I thought it would be fun after going through Academia Waltz to Outland which was Breathed’s Sunday-only comic strip after Bloom County.  This is the same size as the Academia Waltz release, but luckily it keeps the pattern of the complete Bloom County books as well as has a nice ribbon bookmark.  I bought and read the three Outland books*.  The nice aspect of this is you get all of the comic strips released which some were missing from the three books (though if you collected the Bloom County books before this complete series, you see there are a lot more strips that were not initially released).  Also, this is going from memory so I might be wrong, the first frame was missing from some of the strips in those releases (I need to check this.)  But back to the strips: this was a fun series.  It started off slow with too much emphasis on Ronald Ann and Mortimer Mouse (seriously check how much they are initially used and then become background characters), but then, maybe inevitable, the Bloom County characters like Steve Dallas, Cutter John, Oliver became more prevalent.  Of course Opus was always there.  There are some hilarious strips including the most infamous one on the front cover which cost him a lot of money.  This cartoon series would later be followed by another Sunday-only strip Opus.  I need to buy that complete volume.
 
* The three are: Politically, Fashionably, and Aerodynamically Incorrect: The First Outland Collection, His Kisses Are Dreamy-- But Those Hairballs Down My Cleavage--!: Another Tender Outland Collection, One Last Little Peek, 1980-1995: The Final Strips, the Special Hits, the Inside Tips.  That last one is particularly worth having since he has stories in it that are not repeated elsewhere.  If you like Bloom County/Outland, get that last one.
 
The Films of W.C. Fields (1966) by Donald Deschner, Introduction by Arthur Knight, includes essays by W.C. Fields. 
If you go into a used bookstore and peruse the movie/cinema section (I always do), you probably have seen some of these Citadel books for sale.  They are notebook large, either paperback or hardback (I always seem to find the paperbacks), have loads of pictures and with a few exceptions are probably only for the movie collector with monomania (which is everyone reading this. The format for most of the book is basic: order his films in chronological order and for each film list the cast (IMDB has made these sections superannuated), a description of the film which missed so many opportunities in explaining anything else about the movie instead of giving no information but the exact description, and if available have some quotes of movie reviews which was my favorite part of these selections. Now there is a brief bio and a few essays from Fields himself (the section I recommend the most.)  I am a big W.C. Fields fan.  This is only for the fan, with a few exceptions like his two essays “Speaking of Benefits” and “Anything for a Laugh” which is my favorite of the two.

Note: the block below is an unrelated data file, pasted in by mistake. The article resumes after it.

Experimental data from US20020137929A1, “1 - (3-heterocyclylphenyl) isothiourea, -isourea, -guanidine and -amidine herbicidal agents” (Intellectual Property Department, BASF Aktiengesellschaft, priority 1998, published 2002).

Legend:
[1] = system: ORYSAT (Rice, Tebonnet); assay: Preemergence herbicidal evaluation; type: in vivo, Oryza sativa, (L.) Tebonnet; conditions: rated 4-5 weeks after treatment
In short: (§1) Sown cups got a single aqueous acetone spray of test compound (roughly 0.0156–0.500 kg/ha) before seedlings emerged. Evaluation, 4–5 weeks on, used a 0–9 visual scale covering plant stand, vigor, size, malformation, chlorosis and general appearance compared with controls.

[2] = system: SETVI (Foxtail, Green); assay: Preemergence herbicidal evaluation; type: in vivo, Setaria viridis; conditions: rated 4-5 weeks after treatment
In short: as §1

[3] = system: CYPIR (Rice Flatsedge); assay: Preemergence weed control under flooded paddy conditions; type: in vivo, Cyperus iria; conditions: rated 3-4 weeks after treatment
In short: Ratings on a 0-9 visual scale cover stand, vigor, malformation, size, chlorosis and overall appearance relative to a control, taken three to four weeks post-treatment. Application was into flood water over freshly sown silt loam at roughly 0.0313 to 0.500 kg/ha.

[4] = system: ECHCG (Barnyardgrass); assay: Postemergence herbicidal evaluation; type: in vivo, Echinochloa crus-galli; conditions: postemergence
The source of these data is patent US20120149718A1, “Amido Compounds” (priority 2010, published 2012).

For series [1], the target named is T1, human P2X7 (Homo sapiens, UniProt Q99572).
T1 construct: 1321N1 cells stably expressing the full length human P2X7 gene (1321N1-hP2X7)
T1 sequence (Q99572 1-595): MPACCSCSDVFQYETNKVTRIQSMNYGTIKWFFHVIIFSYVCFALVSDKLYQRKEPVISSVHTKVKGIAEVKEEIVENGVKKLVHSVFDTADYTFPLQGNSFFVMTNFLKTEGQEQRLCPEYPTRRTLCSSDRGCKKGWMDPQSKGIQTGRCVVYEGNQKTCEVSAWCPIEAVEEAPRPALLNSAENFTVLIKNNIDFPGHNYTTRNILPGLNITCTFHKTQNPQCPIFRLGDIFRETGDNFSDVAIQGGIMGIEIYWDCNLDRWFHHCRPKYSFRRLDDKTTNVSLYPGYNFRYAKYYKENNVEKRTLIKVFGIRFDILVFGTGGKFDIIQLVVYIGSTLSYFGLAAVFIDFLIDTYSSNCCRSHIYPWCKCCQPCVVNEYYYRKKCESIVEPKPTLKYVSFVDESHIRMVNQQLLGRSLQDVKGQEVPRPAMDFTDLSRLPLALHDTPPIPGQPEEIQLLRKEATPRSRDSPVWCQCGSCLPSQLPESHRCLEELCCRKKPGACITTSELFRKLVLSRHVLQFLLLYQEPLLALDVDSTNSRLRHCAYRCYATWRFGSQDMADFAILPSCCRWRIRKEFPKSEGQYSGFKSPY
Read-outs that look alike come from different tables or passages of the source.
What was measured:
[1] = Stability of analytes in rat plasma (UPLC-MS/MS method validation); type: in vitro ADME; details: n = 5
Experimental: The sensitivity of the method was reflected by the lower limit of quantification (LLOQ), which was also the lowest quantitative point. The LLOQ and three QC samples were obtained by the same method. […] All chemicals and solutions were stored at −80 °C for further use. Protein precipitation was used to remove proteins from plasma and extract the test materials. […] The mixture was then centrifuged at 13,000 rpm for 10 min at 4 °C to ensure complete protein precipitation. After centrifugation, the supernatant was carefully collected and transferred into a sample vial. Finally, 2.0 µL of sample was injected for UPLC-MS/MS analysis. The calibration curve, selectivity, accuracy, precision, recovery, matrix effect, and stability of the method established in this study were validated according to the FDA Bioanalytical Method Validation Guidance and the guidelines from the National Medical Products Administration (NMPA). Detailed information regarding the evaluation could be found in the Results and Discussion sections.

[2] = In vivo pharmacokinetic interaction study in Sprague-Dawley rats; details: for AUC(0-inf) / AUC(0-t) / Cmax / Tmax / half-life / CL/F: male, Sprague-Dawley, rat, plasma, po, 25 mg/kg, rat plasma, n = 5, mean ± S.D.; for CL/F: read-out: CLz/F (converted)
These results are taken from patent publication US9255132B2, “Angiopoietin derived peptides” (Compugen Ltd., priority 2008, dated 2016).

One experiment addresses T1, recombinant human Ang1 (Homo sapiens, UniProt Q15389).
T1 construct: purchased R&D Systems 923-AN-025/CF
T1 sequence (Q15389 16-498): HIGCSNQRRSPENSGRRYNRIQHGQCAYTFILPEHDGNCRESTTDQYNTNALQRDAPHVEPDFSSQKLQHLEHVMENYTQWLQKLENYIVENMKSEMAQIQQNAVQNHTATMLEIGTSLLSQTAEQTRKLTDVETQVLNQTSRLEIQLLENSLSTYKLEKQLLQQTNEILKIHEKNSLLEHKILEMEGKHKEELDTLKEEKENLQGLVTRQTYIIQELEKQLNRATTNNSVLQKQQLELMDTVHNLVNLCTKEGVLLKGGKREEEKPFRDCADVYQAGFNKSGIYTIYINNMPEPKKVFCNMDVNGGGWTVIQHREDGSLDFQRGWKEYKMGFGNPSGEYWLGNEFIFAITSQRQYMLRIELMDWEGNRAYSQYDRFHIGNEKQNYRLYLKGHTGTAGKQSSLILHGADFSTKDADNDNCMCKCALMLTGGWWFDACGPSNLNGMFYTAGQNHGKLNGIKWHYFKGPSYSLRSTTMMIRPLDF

Keaton (1966) by Rudi Blesh
There are a few issues with this book.  There are some noticeable errors with plot descriptions and even pictures (Cheated on Amazon reviews writes about several of them.)  It skimps a little too much on his later days, especially post silent-films.  Now this may be not be in error given peoples memories, but I also noticed inconsistencies with what is written here and what Keaton and others had written about the Arbuckle trial, how he was fired from MGM, the days missed during his last film with MGM due to drinking and several other issues.  Though this is a fun read and covers his early days rather well (though so does Keaton’s autobiography.)  Blesh had interviewed Keaton and several of his relatives for this.  The book had come out right after Buster had died.  The back of the book cover has Blesh looking over Keaton’s shoulder as he is reading this.  But it hilariously looks like someone had just snapped a picture of Buster reading a book while Blesh inserted himself into the picture without Keaton knowing it.  It is a big of a hagiography, though I was expecting it to be.  This book is OOP, though still relatively inexpensive.  It is referenced in many books on Keaton including Buster Keaton: Tempest In A Flat Hat (2005) by Edward McPherson which I had read last year and constantly used references in this book.